Friday 22 March 2013

Experience for Ends, not Means

The other day noisms expressed some nostalgia for the 2nd Edition D&D experience rules, where characters got experience for doing things related to their class - fighters for killing monsters, thieves for getting treasure, magic-users for casting spells relevant to the adventure and so on. There were also some awards for playing well, in terms of role-playing, being a good party citizen, achieving story goals, and becoming a better tactician, although these were quite vaguely defined.

I remember greeting these changes with satisfaction back in the day - finally, an experience system that was more "realistic"! Plus, it rewarded playing in-class, and isn't that what 1st Edition aimed at doing but in a more clunky, ornery and punitive way, punishing magic-users who got into combat or fighters who shrank from it?

Nowadays, though, I have a different evaluation. I've realized that the 2nd Edition approach mostly rewards player skill directly, rather than allowing players to use their skill as they wish and rewarding the outcome of that.

In other words, it rewards the means rather than the end. I don't think this is a good thing. Let's look at each application of this.

* Rewarding class-consistent behavior. I have never really understood this. If your fighter is collecting magic wands and your magic-user is wading into combat, and that's not a good thing, surely a) this is the fault of the system for not emphasizing each class' strengths and weaknesses and b) this is a point of individuality of the character, rather than an affront against the divine order. If the party followed their bliss individually, surely the only time they would ever agree on a joint venture would be to kill a monster (fighter) guarding treasure (thief) whom the gods have decreed unholy (cleric) and can be hurt by spells (magic-user). The whole point of D&D is that diverse means are combined toward the same end, but if the means are rewarded, this splits the party's desires.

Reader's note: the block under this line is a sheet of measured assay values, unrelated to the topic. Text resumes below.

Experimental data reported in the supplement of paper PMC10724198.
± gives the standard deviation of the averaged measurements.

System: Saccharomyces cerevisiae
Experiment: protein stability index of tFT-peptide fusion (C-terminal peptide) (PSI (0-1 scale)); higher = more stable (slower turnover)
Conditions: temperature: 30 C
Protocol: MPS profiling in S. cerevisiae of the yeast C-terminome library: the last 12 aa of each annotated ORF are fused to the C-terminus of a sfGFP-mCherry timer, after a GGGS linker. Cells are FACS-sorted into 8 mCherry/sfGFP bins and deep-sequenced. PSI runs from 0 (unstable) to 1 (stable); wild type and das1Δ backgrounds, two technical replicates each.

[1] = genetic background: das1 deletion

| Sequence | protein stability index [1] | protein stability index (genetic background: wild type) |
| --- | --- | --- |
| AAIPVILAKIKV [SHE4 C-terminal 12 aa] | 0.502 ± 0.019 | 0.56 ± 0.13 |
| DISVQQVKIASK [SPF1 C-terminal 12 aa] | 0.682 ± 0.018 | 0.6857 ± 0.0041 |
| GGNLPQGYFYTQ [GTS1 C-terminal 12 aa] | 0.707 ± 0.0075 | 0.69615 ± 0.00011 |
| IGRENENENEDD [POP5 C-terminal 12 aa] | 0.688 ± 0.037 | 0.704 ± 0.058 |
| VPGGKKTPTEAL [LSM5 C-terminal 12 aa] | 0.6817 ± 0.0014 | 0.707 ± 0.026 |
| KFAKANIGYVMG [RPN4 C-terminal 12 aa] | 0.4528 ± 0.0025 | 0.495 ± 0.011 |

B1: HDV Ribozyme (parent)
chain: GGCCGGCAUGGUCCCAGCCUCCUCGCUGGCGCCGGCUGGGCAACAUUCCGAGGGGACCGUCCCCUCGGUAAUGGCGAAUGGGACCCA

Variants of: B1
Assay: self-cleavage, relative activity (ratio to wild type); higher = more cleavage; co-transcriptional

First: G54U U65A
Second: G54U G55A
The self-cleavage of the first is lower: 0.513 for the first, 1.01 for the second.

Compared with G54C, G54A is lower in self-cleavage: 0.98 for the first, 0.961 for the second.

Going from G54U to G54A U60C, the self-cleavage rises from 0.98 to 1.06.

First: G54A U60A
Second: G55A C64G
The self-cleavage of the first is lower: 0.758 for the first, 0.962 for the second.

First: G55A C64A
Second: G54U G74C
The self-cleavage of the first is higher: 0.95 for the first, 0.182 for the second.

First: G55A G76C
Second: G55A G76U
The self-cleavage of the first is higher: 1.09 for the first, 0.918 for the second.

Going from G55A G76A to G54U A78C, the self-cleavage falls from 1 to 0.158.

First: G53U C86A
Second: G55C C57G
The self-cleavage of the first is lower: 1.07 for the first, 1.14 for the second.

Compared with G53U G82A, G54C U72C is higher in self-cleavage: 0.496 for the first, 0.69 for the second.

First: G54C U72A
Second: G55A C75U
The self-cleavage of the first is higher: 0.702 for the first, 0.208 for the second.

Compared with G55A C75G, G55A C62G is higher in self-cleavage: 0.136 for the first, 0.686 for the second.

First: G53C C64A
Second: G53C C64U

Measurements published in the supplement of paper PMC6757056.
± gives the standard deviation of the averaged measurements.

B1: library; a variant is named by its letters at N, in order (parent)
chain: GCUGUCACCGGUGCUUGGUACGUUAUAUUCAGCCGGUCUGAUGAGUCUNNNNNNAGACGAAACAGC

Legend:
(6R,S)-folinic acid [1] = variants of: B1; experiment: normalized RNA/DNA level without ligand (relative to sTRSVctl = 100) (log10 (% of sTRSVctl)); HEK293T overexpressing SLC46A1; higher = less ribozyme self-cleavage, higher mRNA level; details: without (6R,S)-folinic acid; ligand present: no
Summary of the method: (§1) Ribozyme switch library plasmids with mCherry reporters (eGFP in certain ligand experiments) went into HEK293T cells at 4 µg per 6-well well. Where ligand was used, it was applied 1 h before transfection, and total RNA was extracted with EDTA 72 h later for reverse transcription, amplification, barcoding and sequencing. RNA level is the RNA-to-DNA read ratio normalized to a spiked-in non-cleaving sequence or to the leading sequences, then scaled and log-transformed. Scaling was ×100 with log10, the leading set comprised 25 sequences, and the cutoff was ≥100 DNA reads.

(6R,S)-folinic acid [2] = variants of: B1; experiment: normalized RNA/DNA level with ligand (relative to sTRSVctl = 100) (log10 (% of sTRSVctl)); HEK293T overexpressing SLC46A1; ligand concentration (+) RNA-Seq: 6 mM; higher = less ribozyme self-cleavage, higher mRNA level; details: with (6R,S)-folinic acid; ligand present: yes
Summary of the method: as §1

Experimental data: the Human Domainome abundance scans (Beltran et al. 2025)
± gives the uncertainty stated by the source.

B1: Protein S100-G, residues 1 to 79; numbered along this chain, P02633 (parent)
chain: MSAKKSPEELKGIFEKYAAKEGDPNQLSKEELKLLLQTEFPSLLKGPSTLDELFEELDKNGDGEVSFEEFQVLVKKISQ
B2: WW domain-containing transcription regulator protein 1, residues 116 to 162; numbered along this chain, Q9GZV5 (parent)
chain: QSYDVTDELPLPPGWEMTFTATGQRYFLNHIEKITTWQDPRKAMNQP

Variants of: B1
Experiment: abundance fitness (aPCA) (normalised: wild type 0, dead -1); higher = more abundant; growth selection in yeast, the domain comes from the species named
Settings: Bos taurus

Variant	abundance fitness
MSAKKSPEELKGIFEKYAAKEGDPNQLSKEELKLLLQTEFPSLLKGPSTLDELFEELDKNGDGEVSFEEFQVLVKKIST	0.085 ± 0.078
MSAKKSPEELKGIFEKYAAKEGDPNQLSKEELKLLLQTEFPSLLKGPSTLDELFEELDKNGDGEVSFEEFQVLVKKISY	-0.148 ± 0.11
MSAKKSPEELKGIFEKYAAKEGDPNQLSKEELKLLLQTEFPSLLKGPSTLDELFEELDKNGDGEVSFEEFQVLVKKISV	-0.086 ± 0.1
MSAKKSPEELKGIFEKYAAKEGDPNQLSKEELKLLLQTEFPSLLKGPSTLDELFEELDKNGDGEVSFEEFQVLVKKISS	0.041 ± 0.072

* Rewarding role-playing and good behavior at table. I already am on record that role-playing is and should be its own reward, end of story. And I recently wrote about good behavior at table, to which I'll add that in-game penalties and rewards for that are a wrongheaded, frame-breaking, and socially impotent approach.

* Rewarding "good play." Again, shouldn't good play lead to success, and success be its own reward? I suspect that what's lurking behind this is a disavowal of certain means that lead to in-game success. "Wait no you can't take a barrel of creosote and 1000 nails and ... Argh no you must slay in man-ennobling combat! No points for you!" Forget plot railroading - this is play railroading. Or maybe you like the barrel trick. The point is that the DM gets to approve of the means, not the end, and this takes something away from the players.

* Story goals. Rewarding the achievement of some goal derived from the story, finally, is the only end-reward in this whole scheme. It's a decent enough end to reward, as long as you keep an open mind about what counts as a satisfying end of the story. Players should feel like they can change allegiances and priorities without any penalty other than those in the setting. Anything else is puppeteering.

Treating the party as a bunch of venal mercenaries who only get involved in intrigue if there's a reward - that's another "end," one more in line with the traditional approach. Rewarding progress in the social structure of the campaign, so treasure is mostly useful to buy yourself rank and friends, which you can also get by going on quests and missions ... that's a third "end" for a system. I'm still torn about which kind of ends to reward with the final version of my experience system. But more on that, later.